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Councillors Urged to Review Student Policy in Edinburgh

Posted by Richard Ward in

Image courtesy of Flickr, Creative Commons

Planning chiefs in Edinburgh are being urged to review controls on student housing after it was revealed that an effort to balance new developments with residential accommodation has failed to result in new homes being built.

Rules were introduced more than two years ago that require sites of more than 0.25 hectares where student accommodation has been proposed that it must include at least 50% general housing.

However, ten out of 11 student developments granted planning permission since the rules came into effect have been smaller than 0.25 hectares, whilst one scheme wasn't required to build mainstream homes as it was seen as impractical.

The policy has therefore resulted in no new homes being built and has raised concerns that developers may be targeting smaller sites to dodge the rules.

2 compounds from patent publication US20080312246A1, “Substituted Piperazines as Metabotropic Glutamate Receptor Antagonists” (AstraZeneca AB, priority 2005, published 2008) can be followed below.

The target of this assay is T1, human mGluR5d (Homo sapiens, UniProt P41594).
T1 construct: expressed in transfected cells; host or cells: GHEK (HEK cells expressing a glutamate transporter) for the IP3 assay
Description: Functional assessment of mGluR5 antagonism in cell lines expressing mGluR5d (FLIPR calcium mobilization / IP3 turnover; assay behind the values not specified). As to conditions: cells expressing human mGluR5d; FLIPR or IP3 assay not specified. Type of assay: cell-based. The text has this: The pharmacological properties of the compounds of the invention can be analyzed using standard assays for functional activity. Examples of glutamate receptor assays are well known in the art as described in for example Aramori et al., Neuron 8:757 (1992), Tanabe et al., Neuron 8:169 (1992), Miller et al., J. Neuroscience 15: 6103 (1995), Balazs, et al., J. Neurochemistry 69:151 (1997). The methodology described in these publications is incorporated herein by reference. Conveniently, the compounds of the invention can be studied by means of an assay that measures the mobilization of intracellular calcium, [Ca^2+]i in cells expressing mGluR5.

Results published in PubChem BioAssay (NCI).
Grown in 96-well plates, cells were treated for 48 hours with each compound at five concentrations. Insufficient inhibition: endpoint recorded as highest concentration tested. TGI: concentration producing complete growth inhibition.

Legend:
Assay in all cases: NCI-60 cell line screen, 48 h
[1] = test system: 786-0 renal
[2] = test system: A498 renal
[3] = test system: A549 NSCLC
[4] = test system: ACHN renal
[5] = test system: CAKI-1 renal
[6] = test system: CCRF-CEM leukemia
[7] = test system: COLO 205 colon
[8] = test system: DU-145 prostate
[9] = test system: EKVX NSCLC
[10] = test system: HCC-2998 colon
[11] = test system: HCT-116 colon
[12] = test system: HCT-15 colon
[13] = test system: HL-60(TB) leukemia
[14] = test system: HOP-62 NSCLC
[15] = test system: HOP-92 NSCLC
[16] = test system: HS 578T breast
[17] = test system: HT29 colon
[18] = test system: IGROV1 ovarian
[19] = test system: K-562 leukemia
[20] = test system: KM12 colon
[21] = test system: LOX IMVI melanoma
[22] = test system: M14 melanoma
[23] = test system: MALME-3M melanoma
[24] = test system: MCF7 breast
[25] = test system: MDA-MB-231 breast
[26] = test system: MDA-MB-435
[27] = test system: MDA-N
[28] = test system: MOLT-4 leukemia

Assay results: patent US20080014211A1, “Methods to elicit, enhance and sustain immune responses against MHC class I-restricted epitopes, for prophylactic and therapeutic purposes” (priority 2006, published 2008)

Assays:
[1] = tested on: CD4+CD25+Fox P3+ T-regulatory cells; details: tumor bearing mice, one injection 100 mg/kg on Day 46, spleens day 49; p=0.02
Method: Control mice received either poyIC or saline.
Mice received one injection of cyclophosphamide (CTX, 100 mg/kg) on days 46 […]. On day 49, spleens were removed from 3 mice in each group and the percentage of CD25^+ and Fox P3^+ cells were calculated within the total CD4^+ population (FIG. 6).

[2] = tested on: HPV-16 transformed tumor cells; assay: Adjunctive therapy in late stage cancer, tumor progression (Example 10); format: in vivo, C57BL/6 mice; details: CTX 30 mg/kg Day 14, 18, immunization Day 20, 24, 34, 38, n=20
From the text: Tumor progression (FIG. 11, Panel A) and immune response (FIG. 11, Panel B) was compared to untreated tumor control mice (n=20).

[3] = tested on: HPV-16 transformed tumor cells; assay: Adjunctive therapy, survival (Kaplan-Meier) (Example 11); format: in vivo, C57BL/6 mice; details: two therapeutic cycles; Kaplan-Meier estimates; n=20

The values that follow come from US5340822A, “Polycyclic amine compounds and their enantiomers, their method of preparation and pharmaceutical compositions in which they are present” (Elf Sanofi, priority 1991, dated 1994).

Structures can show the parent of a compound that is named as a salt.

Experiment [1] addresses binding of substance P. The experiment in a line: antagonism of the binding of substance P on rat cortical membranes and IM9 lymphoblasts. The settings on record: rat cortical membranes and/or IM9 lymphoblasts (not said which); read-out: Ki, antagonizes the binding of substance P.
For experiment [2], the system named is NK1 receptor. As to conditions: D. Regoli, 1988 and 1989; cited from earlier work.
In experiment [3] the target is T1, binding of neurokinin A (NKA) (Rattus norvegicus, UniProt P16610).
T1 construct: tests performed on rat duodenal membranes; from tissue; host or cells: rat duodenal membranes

Green housing spokesperson Councillor Susan Rae said: "Edinburgh is a city with four universities. Students need to have somewhere to live and there is a good argument for well-managed, suitably-located and affordable student housing as opposed to being scattered across tenements with badly-managed, poor quality private lets."

"However, the sheer scale of growth in student housing, at almost 10,000 bed spaces in less than a decade, is staggering. And people are understandably worried that it is crowding out other vital needs like affordable permanent housing."

Planning convener Councillor Neil Gardiner argued the policy had been successful in dispersing the student population across the city, ensuring there isn't an over concentration in individual communities.